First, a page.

By Alistair Scrutton
STOCKHOLM (Reuters) - A Pakistani teenage activist shot by the Taliban and a Japanese author who writes about alienation and a fractured modern world are tipped as Nobel Prize winners ahead of the annual awards that start on Monday.
Malala Yousafzai, 16, shot in the head by the Taliban last year for demanding education for girls, gave a speech at the United Nations in July saying she would not bow to "terrorists" who thought they could silence her. She is a favourite for the peace prize among experts and betting agencies.
"I have Malala Yousafzai on top," Kristian Berg Harpviken, director of Oslo-based peace research institute PRIO, told reporters. "The EU (European Union) got the prize last year and the EU prize was poorly understood and fundamentally questioned in many quarters."
One obstacle could be her age. Tawakkol Karman, a Yemeni human rights activist and youngest winner to date, was 32 when she received the prize and some experts argue the prize would overburden such a young woman. Yousafzai is living in Birmingham, England and still facing Taliban threats.
British bookmaker Ladbrokes has put Japanese author Haruki Murakami in pole position for the literature prize.
Murakami is very popular in Japan, but has also become well known abroad for his works which deal with isolation and love and bring the surreal into everyday life.
His first novel, Hear the Wind Sing, was published in 1979, but Murakami first leaped to literary stardom in 1987 with Norwegian Wood, a bleak coming-of-age story dominated by grief and loss and named after a Beatles song.
Since then, his works, including Sputnik Sweetheart, Kafka on the Shore and 1Q84 - which sold one million copies in the first month in 2009 - have all been bestsellers.
His works veer between the surreal and the mundane, often featuring characters isolated from the world, either metaphorically because of loneliness or mental illness or physically existing in a parallel reality.
Accolades in Stockholm will go also to medicine, physics, chemistry and economics. Oslo will name the peace prize winner on Friday.
The discussions on the prizes are wrapped in secrecy. The 18 members of the Swedish Academy who award the Nobel prize for literature are only allowed to discuss the prize within the walls of the Academy itself. Minutes are only made public half a century after the meetings.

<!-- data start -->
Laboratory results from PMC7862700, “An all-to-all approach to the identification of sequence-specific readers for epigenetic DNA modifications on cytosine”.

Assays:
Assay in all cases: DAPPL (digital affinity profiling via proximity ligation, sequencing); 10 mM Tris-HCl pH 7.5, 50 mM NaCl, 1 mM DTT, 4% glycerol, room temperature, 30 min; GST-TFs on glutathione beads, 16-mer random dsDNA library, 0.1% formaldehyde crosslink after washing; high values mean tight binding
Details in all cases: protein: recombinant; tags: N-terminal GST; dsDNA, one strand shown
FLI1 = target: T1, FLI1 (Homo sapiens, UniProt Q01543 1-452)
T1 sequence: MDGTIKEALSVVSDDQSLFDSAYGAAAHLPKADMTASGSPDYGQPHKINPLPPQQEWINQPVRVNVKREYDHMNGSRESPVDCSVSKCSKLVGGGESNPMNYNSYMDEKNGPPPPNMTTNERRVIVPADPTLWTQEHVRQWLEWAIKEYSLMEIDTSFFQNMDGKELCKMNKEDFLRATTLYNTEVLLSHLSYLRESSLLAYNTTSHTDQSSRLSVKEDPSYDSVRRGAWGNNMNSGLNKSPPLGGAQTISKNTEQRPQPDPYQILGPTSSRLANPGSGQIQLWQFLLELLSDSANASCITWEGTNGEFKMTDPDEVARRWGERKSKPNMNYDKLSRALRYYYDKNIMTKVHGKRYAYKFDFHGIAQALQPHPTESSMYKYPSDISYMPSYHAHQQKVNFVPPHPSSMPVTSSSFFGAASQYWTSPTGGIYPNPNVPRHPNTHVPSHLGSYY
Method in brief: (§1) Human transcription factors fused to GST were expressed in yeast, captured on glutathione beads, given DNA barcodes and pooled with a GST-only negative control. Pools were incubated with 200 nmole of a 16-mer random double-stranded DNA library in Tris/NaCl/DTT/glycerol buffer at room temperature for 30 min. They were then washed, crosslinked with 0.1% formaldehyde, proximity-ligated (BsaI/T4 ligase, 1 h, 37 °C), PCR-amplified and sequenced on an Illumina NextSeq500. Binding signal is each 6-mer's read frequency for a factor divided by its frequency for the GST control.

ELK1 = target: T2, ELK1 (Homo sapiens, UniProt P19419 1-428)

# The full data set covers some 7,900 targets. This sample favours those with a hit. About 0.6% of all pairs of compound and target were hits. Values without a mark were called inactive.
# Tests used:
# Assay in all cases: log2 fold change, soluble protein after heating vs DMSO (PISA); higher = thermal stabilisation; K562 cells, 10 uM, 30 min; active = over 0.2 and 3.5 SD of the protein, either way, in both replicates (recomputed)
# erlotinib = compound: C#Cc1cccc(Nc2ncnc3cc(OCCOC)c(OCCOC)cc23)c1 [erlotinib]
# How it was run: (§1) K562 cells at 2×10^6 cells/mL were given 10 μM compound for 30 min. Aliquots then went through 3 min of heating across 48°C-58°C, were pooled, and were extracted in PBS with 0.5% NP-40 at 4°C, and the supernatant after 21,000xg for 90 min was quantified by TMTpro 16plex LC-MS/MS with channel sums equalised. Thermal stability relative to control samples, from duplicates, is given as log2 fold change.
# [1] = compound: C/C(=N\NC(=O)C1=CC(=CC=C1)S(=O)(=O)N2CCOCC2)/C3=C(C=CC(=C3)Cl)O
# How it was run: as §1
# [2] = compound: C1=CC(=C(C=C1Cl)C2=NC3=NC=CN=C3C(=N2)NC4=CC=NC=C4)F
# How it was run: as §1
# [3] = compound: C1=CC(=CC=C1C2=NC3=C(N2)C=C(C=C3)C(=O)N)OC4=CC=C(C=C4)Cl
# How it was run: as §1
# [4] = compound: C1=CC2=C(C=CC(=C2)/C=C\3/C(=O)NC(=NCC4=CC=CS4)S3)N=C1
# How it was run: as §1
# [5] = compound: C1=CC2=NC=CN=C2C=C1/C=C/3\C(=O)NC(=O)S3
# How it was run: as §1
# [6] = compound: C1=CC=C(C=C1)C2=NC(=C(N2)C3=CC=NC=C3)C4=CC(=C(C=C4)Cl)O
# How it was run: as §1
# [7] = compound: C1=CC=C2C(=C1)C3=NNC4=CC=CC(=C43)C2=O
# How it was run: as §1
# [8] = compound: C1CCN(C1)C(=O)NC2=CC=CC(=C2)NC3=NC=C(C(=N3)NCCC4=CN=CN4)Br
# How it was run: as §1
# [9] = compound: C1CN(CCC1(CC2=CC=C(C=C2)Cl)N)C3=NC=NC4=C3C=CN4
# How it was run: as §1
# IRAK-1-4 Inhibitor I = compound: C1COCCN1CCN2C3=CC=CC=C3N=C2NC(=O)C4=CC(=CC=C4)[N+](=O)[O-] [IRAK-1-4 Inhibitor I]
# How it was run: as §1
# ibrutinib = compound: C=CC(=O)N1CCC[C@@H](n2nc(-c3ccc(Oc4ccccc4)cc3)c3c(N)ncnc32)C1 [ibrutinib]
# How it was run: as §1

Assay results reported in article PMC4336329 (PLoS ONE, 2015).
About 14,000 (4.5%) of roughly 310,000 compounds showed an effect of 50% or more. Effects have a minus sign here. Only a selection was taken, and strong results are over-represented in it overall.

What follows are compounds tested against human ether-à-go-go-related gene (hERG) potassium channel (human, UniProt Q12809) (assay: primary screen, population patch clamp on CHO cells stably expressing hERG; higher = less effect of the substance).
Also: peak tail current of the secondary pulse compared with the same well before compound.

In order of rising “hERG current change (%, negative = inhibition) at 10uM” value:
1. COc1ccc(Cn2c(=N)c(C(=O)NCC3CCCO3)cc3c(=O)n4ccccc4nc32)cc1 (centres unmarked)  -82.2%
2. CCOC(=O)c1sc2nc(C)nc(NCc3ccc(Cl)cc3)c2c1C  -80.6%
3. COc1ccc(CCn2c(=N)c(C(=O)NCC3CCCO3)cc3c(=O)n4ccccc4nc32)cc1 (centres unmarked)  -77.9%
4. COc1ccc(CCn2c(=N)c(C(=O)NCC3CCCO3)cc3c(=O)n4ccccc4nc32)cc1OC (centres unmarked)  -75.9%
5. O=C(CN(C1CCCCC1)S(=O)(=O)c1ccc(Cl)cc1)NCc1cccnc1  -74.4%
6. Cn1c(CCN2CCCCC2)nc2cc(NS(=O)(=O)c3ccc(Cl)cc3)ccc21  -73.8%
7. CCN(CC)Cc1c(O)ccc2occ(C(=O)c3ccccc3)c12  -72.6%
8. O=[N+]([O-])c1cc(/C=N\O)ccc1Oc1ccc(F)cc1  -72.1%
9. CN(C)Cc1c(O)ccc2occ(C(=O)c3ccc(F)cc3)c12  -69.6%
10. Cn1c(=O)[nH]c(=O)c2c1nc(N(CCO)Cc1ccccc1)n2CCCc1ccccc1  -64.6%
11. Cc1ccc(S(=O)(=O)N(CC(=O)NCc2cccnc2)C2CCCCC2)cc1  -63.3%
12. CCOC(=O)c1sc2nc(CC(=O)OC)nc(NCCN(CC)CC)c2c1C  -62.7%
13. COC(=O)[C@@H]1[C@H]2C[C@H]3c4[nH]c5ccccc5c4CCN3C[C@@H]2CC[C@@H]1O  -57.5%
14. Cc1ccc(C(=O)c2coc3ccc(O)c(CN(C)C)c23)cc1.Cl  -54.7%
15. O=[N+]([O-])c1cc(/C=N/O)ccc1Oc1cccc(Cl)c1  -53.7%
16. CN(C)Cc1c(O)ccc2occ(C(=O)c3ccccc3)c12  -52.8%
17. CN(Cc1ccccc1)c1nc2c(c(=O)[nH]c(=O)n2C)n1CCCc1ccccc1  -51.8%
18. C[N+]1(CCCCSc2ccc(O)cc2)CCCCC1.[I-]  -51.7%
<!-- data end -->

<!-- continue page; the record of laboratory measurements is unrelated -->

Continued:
It is extremely rare for the name of any winner to leak out, though 2010 was an exception when Swedish newspaper Svenska Dagbladet got a tip that test-tube-baby pioneer Robert Edwards had won the award for medicine.
The annual prizes created in the will of dynamite tycoon Alfred Nobel were cut by 20 percent to 8 million crowns last year as returns on its roughly $450 million fund fell amid years of global financial downturn.
"I very much doubt that I would propose increasing the prize money," Nobel Foundation executive director Lars Heikensten told Reuters. "There are reasons in the world to try and be safe."
Scientists who predicted the existence of the Higgs boson - the mysterious particle that explains why elementary matter has mass - are Thomson Reuters' top tips to win this year's Nobel prize in physics.
The two possible winners are Britain's Peter Higgs - after whom the particle was named - and Belgian theoretical physicist Francois Englert, according to Thomson Reuters' Nobel prediction expert David Pendlebury.
His forecasts are based on how often a scientist's published work is cited by other researchers, and his system has accurately forecast 27 Nobel prize winners since 2002.
Potential winners for economics include Sam Peltzman and Richard Posner of the University of Chicago for their research on theories of regulation.
In medicine, those tipped include Adrian Bird, Howard Cedar and Aharon Razin, from Britain and Israel, for work on a process known as DNA methylation, which helps determine how and when genes in the body are switched on.
Among potential chemistry winners are U.S. scientists M.G. Finn, Valery Fokin and Barry Sharpless for developing so-called "click chemistry", which has applications in diagnostics and in making surface coatings with unusual properties. (Additional reporting Ben Hirschler in London and Balazs Koranyi in Oslo; Editing by Ralph Boulton)